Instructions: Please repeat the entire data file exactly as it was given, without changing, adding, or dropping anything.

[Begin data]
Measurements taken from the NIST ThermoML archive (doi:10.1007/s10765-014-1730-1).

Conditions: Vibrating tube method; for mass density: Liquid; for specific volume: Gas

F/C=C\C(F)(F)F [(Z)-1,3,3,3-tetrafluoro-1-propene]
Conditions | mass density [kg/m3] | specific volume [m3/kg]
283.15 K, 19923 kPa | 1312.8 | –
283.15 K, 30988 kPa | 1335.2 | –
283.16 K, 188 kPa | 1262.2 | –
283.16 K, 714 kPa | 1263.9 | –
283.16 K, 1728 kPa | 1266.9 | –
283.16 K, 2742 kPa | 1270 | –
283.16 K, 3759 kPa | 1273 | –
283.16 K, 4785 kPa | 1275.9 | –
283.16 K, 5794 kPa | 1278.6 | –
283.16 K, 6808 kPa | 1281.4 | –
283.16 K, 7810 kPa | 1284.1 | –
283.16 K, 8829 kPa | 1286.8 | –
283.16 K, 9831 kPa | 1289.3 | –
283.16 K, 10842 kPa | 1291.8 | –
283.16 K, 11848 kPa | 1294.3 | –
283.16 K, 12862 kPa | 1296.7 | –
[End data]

Measurements taken from the NIST ThermoML archive (doi:10.1007/s10765-014-1730-1).

Conditions: Vibrating tube method; for mass density: Liquid; for specific volume: Gas

F/C=C\C(F)(F)F [(Z)-1,3,3,3-tetrafluoro-1-propene]
Conditions | mass density [kg/m3] | specific volume [m3/kg]
283.15 K, 19923 kPa | 1312.8 | –
283.15 K, 30988 kPa | 1335.2 | –
283.16 K, 188 kPa | 1262.2 | –
283.16 K, 714 kPa | 1263.9 | –
283.16 K, 1728 kPa | 1266.9 | –
283.16 K, 2742 kPa | 1270 | –
283.16 K, 3759 kPa | 1273 | –
283.16 K, 4785 kPa | 1275.9 | –
283.16 K, 5794 kPa | 1278.6 | –
283.16 K, 6808 kPa | 1281.4 | –
283.16 K, 7810 kPa | 1284.1 | –
283.16 K, 8829 kPa | 1286.8 | –
283.16 K, 9831 kPa | 1289.3 | –
283.16 K, 10842 kPa | 1291.8 | –
283.16 K, 11848 kPa | 1294.3 | –
283.16 K, 12862 kPa | 1296.7 | –